24 August 2023
The Office of the Australian Information Commissioner (OAIC) and 11 of its international data protection and privacy counterparts have released a joint statement to address the issue of data scraping on social media platforms and other publicly accessible sites.
Data scraping technologies, which are being increasingly used to collect and process vast amounts of individuals’ personal information from the internet, raise significant privacy concerns as these technologies can be exploited for purposes including monetisation through reselling data to third-party websites, including to malicious actors, private analysis or intelligence gathering.
In recent years, the OAIC has seen increased reports of mass data scraping from social media applications and other websites that host publicly accessible personal information. This type of activity was evidenced in a joint investigation by the OAIC and the UK’s Information Commissioner’s Office into the personal information handling practices of Clearview AI, Inc. Following the joint investigation, Australian Information Commissioner and Privacy Commissioner made a determination finding that Clearview AI, Inc. had breached Australians’ privacy.
In Australia, the Privacy Act 1988 sets outs a number of obligations for organisations. In the context of data scraping:
- An organisation must take reasonable steps to protect personal information it holds from misuse, interference and loss, and from unauthorised access, modification or disclosure – including as a result of unlawful data scraping.
- Under the Notifiable Data Breaches scheme, when a data breach involving information collected through data scraping technologies is likely to result in serious harm to an affected individual, the organisation must notify affected individuals and the OAIC.
The OAIC and its international colleagues look forward to receiving feedback from various companies running social media platforms over the coming weeks about how those organisations currently comply, or intend to comply, with the expectations and principles detailed in the joint statement.
Finally, the signatories remind individuals that they can lose control over the information they make public online, and that they should consider carefully what personal information they share.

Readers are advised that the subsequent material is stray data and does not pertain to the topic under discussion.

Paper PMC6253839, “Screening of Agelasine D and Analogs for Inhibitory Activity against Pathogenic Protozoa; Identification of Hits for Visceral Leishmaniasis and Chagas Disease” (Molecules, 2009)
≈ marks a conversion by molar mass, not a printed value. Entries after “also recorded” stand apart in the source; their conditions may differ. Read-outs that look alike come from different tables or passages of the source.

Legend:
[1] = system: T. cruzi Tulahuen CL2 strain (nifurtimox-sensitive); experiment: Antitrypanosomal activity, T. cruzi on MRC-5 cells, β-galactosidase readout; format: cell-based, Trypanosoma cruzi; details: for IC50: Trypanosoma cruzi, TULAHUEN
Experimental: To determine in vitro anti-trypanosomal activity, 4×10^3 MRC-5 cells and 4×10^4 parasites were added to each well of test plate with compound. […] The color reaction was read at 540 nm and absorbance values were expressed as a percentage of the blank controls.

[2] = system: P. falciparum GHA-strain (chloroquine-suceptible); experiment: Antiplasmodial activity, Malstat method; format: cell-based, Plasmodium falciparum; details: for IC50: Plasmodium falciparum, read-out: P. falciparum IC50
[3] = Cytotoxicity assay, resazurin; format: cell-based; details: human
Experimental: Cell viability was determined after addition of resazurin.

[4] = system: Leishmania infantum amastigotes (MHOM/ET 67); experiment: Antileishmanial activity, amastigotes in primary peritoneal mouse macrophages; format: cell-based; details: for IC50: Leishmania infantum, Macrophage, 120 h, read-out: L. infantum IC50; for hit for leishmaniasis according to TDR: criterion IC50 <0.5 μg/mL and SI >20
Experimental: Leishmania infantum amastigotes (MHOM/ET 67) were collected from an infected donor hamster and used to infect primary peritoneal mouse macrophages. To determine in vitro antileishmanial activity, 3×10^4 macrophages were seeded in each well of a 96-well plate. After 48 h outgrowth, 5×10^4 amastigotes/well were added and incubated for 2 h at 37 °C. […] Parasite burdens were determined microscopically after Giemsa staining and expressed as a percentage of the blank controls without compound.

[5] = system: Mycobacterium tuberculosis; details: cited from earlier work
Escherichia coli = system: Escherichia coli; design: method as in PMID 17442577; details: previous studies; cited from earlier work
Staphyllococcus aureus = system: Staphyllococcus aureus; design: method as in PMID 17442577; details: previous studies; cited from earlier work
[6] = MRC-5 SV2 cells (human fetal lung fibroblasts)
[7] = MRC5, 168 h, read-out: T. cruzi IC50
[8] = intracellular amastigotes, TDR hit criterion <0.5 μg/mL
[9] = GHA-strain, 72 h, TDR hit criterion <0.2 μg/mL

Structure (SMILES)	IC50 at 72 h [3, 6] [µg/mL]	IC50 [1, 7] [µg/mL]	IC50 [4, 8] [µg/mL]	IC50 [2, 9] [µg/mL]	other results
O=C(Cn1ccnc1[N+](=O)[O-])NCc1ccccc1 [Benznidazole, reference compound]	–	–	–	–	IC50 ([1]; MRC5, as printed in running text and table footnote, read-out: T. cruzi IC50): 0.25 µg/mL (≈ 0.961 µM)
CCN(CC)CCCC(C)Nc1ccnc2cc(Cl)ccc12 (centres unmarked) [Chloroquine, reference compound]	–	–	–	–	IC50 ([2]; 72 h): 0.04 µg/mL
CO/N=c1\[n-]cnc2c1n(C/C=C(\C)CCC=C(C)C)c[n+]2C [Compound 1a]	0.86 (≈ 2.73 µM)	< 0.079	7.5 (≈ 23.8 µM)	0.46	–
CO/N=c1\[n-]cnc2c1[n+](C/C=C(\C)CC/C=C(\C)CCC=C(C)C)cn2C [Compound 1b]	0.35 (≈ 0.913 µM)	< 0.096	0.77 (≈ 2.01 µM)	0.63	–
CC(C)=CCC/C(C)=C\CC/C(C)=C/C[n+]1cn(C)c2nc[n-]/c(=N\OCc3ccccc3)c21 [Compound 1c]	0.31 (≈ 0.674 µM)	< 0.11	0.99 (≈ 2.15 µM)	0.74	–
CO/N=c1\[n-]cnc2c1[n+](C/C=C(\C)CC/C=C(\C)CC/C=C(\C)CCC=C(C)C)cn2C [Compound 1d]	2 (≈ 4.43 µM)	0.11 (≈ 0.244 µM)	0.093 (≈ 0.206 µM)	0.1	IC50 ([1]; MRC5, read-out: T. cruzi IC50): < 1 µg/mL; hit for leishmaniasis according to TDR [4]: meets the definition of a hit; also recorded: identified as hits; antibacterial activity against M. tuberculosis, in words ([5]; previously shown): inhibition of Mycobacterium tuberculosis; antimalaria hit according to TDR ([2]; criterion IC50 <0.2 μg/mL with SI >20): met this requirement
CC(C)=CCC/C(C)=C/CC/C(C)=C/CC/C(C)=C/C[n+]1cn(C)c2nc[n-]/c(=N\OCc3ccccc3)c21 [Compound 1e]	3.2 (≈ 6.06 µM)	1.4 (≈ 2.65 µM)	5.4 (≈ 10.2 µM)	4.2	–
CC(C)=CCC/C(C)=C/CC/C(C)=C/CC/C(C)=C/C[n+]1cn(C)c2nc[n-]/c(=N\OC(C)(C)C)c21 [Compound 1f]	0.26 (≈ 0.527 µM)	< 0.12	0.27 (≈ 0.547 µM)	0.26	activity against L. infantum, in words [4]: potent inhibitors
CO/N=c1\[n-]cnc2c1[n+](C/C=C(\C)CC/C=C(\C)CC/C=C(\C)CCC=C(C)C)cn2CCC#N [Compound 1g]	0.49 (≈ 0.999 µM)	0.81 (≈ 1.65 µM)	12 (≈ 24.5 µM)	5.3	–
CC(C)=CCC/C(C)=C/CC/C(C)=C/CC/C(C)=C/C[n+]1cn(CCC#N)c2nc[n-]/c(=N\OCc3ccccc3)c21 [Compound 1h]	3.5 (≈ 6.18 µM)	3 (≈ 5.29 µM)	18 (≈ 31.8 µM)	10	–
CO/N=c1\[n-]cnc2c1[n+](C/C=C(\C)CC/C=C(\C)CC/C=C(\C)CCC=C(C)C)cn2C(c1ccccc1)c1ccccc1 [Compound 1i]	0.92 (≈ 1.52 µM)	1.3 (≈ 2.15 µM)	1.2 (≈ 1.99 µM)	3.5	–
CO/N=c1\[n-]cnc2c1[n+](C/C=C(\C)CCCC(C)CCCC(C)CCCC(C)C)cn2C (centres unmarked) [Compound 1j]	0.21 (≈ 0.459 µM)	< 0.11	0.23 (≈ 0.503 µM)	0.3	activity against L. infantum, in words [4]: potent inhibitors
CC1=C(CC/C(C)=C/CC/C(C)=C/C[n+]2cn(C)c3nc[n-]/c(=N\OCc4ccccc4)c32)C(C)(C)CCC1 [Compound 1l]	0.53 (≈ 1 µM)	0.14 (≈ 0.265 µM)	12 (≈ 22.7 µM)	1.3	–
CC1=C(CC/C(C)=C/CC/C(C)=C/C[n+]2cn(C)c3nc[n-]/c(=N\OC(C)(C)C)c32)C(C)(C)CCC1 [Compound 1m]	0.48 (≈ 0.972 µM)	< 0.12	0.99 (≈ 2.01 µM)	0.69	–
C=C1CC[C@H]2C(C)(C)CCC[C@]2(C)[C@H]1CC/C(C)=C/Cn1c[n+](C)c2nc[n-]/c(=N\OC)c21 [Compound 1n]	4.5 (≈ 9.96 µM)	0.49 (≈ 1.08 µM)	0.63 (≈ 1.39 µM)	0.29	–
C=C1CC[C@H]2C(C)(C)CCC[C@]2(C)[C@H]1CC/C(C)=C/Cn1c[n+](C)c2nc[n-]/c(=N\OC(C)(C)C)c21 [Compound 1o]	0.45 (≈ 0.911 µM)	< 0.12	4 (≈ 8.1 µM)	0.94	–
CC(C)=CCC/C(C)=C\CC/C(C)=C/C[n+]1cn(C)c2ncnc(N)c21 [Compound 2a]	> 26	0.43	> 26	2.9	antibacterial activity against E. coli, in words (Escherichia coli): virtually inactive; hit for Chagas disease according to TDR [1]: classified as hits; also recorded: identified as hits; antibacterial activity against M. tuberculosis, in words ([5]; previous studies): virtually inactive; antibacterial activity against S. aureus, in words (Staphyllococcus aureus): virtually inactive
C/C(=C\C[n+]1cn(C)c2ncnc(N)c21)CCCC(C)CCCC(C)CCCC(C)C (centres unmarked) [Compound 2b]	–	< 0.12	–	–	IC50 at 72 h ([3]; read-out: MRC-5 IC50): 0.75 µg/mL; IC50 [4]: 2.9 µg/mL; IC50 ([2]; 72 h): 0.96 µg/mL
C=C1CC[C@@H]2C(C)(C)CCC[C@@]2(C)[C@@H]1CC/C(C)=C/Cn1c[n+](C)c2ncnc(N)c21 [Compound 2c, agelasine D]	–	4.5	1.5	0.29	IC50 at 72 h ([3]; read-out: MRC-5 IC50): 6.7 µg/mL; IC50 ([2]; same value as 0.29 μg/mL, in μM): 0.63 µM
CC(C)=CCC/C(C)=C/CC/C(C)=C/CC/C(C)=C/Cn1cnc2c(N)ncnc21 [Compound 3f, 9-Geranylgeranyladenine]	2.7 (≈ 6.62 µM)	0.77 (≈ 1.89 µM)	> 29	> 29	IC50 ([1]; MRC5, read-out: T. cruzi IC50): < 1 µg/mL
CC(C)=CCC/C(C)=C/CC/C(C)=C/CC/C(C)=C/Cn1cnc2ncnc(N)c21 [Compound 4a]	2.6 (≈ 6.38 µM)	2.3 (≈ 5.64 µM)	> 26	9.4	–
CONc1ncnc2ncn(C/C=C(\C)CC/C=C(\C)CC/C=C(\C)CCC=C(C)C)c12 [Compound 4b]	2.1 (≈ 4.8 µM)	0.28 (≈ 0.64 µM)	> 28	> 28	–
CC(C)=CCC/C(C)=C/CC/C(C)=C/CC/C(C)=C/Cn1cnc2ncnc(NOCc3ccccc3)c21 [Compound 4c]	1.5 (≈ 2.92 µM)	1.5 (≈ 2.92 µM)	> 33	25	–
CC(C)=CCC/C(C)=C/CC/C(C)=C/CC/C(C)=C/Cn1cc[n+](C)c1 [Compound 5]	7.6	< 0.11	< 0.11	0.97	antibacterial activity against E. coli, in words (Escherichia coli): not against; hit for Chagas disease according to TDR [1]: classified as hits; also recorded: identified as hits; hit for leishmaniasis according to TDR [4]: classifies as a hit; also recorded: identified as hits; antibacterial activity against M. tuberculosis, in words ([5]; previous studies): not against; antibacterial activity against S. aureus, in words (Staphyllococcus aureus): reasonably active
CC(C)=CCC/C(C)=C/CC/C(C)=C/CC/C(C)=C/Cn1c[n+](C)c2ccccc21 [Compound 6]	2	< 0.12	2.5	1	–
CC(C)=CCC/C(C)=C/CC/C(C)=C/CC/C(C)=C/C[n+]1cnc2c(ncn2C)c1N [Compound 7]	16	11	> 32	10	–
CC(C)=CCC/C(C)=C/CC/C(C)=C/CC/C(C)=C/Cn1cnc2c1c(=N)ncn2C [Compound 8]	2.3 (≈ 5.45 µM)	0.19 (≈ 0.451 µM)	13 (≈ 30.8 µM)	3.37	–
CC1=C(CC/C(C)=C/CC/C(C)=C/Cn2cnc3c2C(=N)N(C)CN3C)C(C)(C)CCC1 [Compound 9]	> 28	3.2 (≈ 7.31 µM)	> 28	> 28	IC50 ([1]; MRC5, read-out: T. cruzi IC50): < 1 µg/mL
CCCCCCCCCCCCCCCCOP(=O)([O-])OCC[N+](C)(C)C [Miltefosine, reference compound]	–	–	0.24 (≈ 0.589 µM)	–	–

Joint statement on data scraping and the protection of privacy
- Personal information that is publicly accessible is still subject to data protection and privacy laws in most jurisdictions.
- Social media companies and the operators of websites that host publicly accessible personal data have obligations under data protection and privacy laws to protect personal information on their platforms from unlawful data scraping.
- Mass data scraping incidents that harvest personal information can constitute reportable data breaches in many jurisdictions.
- Individuals can also take steps to protect their personal information from data scraping, and social media companies have a role to play in enabling users to engage with their services in a privacy protective manner.
- Data scraping generally involves the automated extraction of data from the web. Data protection authorities are seeing increasing incidents involving data scraping, particularly from social media and other websites that host publicly accessible data.
- The capacity of data scraping technologies to collect and process vast amounts of individuals’ personal information from the internet raises significant privacy concerns, even when the information being scraped is publicly accessible.
- In most jurisdictions, personal information that is “publicly available”, “publicly accessible” or “of a public nature” on the internet, is subject to data protection and privacy laws. Individuals and companies that scrape such personal information are therefore responsible for ensuring that they comply with these and other applicable laws. However, social media companies and the operators of other websites that host publicly accessible personal information (SMCs and other websites) also have data protection obligations with respect to third-party scraping from their sites. These obligations will generally apply to personal information whether that information is publicly accessible or not. Mass data scraping of personal information can constitute a reportable data breach in many jurisdictions.